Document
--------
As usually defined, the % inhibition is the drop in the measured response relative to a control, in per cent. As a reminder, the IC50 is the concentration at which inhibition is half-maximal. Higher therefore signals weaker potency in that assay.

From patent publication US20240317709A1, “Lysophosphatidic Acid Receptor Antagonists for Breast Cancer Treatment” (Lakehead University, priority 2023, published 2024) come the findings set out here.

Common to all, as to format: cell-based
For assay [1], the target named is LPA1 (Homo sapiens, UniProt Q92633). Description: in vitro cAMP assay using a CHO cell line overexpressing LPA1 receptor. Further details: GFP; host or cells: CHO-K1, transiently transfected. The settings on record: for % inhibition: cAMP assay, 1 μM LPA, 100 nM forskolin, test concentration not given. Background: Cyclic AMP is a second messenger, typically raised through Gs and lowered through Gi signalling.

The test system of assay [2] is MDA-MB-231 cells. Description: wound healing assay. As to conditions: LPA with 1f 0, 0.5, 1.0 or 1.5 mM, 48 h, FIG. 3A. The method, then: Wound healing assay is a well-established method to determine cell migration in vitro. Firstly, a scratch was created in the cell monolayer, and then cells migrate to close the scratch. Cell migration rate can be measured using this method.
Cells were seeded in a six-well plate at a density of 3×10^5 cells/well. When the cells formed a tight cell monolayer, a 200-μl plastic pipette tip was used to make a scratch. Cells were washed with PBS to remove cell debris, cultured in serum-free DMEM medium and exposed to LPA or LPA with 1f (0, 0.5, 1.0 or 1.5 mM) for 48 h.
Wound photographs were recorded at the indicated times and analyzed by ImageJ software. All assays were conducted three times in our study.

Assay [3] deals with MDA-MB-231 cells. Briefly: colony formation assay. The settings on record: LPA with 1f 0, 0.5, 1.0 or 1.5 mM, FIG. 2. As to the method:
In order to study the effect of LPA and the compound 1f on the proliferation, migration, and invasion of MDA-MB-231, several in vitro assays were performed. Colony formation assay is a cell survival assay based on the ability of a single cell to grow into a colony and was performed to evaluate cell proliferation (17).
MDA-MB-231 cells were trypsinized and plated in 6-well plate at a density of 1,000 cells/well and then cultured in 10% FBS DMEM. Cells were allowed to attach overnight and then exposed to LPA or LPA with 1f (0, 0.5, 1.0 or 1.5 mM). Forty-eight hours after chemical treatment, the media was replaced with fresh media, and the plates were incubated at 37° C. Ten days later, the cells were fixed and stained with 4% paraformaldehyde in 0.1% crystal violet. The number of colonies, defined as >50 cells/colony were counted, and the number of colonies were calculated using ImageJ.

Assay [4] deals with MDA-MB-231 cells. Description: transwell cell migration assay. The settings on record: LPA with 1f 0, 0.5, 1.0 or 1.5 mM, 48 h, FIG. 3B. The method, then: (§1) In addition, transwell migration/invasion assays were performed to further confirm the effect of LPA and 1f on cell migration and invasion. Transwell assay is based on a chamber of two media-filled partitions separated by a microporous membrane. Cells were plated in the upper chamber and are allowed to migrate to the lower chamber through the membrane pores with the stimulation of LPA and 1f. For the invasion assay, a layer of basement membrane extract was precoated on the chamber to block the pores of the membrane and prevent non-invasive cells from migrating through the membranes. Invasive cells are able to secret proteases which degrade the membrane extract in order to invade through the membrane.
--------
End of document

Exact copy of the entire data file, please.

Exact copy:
As usually defined, the % inhibition is the drop in the measured response relative to a control, in per cent. As a reminder, the IC50 is the concentration at which inhibition is half-maximal. Higher therefore signals weaker potency in that assay.

From patent publication US20240317709A1, “Lysophosphatidic Acid Receptor Antagonists for Breast Cancer Treatment” (Lakehead University, priority 2023, published 2024) come the findings set out here.

Common to all, as to format: cell-based
For assay [1], the target named is LPA1 (Homo sapiens, UniProt Q92633). Description: in vitro cAMP assay using a CHO cell line overexpressing LPA1 receptor. Further details: GFP; host or cells: CHO-K1, transiently transfected. The settings on record: for % inhibition: cAMP assay, 1 μM LPA, 100 nM forskolin, test concentration not given. Background: Cyclic AMP is a second messenger, typically raised through Gs and lowered through Gi signalling.

The test system of assay [2] is MDA-MB-231 cells. Description: wound healing assay. As to conditions: LPA with 1f 0, 0.5, 1.0 or 1.5 mM, 48 h, FIG. 3A. The method, then: Wound healing assay is a well-established method to determine cell migration in vitro. Firstly, a scratch was created in the cell monolayer, and then cells migrate to close the scratch. Cell migration rate can be measured using this method.
Cells were seeded in a six-well plate at a density of 3×10^5 cells/well. When the cells formed a tight cell monolayer, a 200-μl plastic pipette tip was used to make a scratch. Cells were washed with PBS to remove cell debris, cultured in serum-free DMEM medium and exposed to LPA or LPA with 1f (0, 0.5, 1.0 or 1.5 mM) for 48 h.
Wound photographs were recorded at the indicated times and analyzed by ImageJ software. All assays were conducted three times in our study.

Assay [3] deals with MDA-MB-231 cells. Briefly: colony formation assay. The settings on record: LPA with 1f 0, 0.5, 1.0 or 1.5 mM, FIG. 2. As to the method:
In order to study the effect of LPA and the compound 1f on the proliferation, migration, and invasion of MDA-MB-231, several in vitro assays were performed. Colony formation assay is a cell survival assay based on the ability of a single cell to grow into a colony and was performed to evaluate cell proliferation (17).
MDA-MB-231 cells were trypsinized and plated in 6-well plate at a density of 1,000 cells/well and then cultured in 10% FBS DMEM. Cells were allowed to attach overnight and then exposed to LPA or LPA with 1f (0, 0.5, 1.0 or 1.5 mM). Forty-eight hours after chemical treatment, the media was replaced with fresh media, and the plates were incubated at 37° C. Ten days later, the cells were fixed and stained with 4% paraformaldehyde in 0.1% crystal violet. The number of colonies, defined as >50 cells/colony were counted, and the number of colonies were calculated using ImageJ.

Assay [4] deals with MDA-MB-231 cells. Description: transwell cell migration assay. The settings on record: LPA with 1f 0, 0.5, 1.0 or 1.5 mM, 48 h, FIG. 3B. The method, then: (§1) In addition, transwell migration/invasion assays were performed to further confirm the effect of LPA and 1f on cell migration and invasion. Transwell assay is based on a chamber of two media-filled partitions separated by a microporous membrane. Cells were plated in the upper chamber and are allowed to migrate to the lower chamber through the membrane pores with the stimulation of LPA and 1f. For the invasion assay, a layer of basement membrane extract was precoated on the chamber to block the pores of the membrane and prevent non-invasive cells from migrating through the membranes. Invasive cells are able to secret proteases which degrade the membrane extract in order to invade through the membrane.